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Nutria vs. Capybara: What's the Difference?

Edited by Aimie Carlson || By Janet White || Updated on October 6, 2023
Nutria are semi-aquatic rodents native to South America but found in various parts of the world, while Capybaras are the largest rodents globally, also native to South America.

Key Differences

Nutria and Capybara both hail from South America and are semi-aquatic rodents. However, they belong to different families within the rodent order. Nutrias are smaller and belong to the family Myocastoridae, while Capybaras are part of the Caviidae family.
In terms of size, the Nutria typically measures about 1 foot in body length, with a tail of a similar length. On the other hand, the Capybara is much larger, often reaching up to 4.5 feet in length and weighing as much as 145 pounds.
Another distinguishing characteristic is their teeth. Nutrias possess sharp, orange-tinted incisors, while Capybaras have squared-off snouts with less pronounced teeth that aren't distinctly colored.
Behaviorally, Nutrias are often more aggressive than the relatively docile Capybara. While both animals live in social groups, Capybaras are known for their peaceful nature and often coexist harmoniously with other animals.
Lastly, while both Nutria and Capybara have been sought for their fur and meat, the introduction of Nutria to non-native areas has led to them being seen as invasive pests, damaging water systems and competing with native species. Capybaras, in contrast, haven’t been as widespread and remain largely in their native habitats.

Comparison Chart




About 1 foot in body length
Up to 4.5 feet in length


Sharp, orange-tinted incisors
Less pronounced, regular-colored teeth


More aggressive


Often seen as invasive in non-native regions
Largely remain in native habitats

Nutria and Capybara Definitions


A rodent that has caused ecological concern due to its invasive nature in non-native regions.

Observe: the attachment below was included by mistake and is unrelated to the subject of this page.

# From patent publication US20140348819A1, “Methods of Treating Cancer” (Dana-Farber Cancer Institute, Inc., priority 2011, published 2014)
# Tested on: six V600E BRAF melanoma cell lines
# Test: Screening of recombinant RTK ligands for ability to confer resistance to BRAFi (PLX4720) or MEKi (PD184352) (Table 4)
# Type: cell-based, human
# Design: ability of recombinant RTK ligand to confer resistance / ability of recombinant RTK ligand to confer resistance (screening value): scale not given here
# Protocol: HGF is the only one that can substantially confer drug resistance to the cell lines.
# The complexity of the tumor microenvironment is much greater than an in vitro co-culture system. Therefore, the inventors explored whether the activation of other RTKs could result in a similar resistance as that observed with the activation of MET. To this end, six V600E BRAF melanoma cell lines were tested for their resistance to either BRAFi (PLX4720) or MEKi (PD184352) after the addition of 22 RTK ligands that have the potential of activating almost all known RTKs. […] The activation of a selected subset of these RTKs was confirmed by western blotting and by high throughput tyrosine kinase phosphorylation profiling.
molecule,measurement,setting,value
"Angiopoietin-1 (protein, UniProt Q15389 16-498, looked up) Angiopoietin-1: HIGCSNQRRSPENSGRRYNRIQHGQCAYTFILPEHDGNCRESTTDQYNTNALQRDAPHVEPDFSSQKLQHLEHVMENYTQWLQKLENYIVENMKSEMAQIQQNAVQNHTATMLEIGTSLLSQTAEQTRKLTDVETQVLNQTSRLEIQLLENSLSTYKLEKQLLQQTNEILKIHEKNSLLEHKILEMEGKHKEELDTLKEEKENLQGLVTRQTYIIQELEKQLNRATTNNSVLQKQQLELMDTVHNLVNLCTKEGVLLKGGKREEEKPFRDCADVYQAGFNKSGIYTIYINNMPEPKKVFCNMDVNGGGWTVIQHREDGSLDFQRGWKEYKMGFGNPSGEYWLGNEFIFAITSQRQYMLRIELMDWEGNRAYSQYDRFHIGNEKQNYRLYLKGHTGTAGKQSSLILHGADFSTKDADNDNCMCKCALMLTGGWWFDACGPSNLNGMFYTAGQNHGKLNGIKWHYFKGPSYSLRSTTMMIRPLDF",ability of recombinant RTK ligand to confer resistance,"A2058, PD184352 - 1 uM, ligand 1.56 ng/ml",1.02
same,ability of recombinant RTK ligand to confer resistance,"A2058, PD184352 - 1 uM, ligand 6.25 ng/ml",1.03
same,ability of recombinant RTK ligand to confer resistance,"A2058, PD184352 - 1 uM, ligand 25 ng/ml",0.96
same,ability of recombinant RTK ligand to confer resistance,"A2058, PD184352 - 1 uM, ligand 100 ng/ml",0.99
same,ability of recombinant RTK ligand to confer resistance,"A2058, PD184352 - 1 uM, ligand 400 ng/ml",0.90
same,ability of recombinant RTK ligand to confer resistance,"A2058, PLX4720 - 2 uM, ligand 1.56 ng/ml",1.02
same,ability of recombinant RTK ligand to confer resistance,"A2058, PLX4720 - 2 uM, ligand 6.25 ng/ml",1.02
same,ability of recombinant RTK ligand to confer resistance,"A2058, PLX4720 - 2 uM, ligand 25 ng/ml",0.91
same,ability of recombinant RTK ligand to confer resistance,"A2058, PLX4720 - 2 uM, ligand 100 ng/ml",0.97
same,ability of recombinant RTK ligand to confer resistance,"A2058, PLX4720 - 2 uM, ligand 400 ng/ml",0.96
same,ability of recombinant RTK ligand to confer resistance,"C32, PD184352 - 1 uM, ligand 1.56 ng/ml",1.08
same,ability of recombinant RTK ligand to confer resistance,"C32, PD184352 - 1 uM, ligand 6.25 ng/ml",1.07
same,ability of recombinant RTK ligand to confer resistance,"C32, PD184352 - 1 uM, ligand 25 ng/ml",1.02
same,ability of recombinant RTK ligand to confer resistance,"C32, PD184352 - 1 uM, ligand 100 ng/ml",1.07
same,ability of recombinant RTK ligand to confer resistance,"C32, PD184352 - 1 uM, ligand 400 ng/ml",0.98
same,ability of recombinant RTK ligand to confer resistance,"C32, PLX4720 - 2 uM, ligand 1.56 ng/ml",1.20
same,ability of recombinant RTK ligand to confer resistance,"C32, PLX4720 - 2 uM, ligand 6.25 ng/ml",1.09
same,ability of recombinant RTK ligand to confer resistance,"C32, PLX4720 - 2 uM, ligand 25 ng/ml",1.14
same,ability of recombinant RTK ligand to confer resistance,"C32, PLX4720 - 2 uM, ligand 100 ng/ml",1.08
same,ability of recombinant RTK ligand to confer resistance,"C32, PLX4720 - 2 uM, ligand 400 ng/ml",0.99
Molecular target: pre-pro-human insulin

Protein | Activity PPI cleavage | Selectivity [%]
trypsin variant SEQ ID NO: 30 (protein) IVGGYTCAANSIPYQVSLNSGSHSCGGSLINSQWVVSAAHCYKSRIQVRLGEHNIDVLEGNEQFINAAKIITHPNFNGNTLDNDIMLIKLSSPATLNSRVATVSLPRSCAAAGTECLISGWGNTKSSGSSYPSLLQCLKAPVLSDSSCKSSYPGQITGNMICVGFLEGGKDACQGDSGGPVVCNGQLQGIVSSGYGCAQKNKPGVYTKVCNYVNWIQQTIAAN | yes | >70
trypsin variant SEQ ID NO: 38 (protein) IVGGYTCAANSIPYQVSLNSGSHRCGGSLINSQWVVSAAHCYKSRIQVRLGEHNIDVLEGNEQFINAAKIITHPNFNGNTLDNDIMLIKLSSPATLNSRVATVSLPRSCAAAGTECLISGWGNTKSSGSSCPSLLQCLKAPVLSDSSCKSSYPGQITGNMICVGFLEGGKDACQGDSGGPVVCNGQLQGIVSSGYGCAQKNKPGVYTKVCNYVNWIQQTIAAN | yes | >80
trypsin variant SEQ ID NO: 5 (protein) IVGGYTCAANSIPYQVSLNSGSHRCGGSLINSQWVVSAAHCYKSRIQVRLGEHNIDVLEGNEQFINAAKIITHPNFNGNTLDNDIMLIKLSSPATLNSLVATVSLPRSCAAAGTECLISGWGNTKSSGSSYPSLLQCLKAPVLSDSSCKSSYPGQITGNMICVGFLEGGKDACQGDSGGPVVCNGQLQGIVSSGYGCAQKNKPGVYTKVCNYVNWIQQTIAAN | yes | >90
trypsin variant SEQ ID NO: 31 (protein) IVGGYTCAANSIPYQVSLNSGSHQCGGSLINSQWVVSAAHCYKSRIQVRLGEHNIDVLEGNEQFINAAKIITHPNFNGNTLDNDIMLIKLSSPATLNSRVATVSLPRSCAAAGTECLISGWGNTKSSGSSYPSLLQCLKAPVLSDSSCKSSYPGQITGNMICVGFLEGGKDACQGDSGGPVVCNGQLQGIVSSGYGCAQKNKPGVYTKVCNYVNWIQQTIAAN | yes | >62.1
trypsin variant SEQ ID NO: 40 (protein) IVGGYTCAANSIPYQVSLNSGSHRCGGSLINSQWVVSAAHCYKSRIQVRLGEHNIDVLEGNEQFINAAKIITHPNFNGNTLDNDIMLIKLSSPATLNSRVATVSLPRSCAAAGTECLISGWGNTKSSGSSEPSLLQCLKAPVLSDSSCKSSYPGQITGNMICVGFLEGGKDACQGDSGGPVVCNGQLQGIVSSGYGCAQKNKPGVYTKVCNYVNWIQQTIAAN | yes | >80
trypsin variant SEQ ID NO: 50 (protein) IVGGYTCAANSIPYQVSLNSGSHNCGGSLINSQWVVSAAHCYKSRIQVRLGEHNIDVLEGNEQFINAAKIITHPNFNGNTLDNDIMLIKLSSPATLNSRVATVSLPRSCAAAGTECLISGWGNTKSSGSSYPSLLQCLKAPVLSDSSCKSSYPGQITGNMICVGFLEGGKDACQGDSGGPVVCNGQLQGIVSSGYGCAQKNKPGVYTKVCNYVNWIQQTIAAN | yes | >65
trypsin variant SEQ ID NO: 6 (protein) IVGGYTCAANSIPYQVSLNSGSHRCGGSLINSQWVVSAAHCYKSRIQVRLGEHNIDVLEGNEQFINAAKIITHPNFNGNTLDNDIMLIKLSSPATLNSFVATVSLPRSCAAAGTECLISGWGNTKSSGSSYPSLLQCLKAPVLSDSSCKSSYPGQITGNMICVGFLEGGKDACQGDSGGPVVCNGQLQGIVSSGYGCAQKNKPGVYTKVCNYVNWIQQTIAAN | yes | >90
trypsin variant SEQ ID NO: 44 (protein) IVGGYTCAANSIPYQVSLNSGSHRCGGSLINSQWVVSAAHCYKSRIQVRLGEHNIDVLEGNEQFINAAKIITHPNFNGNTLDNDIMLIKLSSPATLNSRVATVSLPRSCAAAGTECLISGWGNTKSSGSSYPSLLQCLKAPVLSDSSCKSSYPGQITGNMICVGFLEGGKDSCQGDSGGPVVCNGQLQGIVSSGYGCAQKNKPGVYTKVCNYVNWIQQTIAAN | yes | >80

In some states, efforts are ongoing to control the Nutria population.


The largest rodent in the world, native to South America.
The Capybara can weigh as much as a large dog.


A semi-aquatic rodent, native to South America, introduced to other regions.
The Nutria, with its webbed feet, is an efficient swimmer.


An animal with a squared-off snout and webbed feet.
The Capybara's feet make it an adept swimmer.


A mammal prized for its fur in the fashion industry.
Vintage coats made from Nutria fur were once quite popular.


A social animal that often resides in large groups.
A group of Capybaras is often called a 'herd'.


A species also known as coypu, resembling a large rat.
From a distance, the Nutria might be mistaken for an oversized rat.


A semi-aquatic mammal known for its docile nature.
Children in some South American villages play near Capybaras without fear.


A large semiaquatic rodent (Myocastor coypus) native to South America, having webbed feet and a long tail. It is widely raised for fur and has formed wild populations especially in the southern United States.


A herbivore often found grazing near freshwater sources.
You can often see Capybaras grazing by the riverbanks at dusk.


The light brown fur of the nutria. In both senses also called coypu.


A large semiaquatic rodent (Hydrochoerus hydrochaeris) of tropical South America, having short limbs and a vestigial tail and often attaining lengths of more than 1.2 meters (4 feet).


The coypu, Myocastor coypus.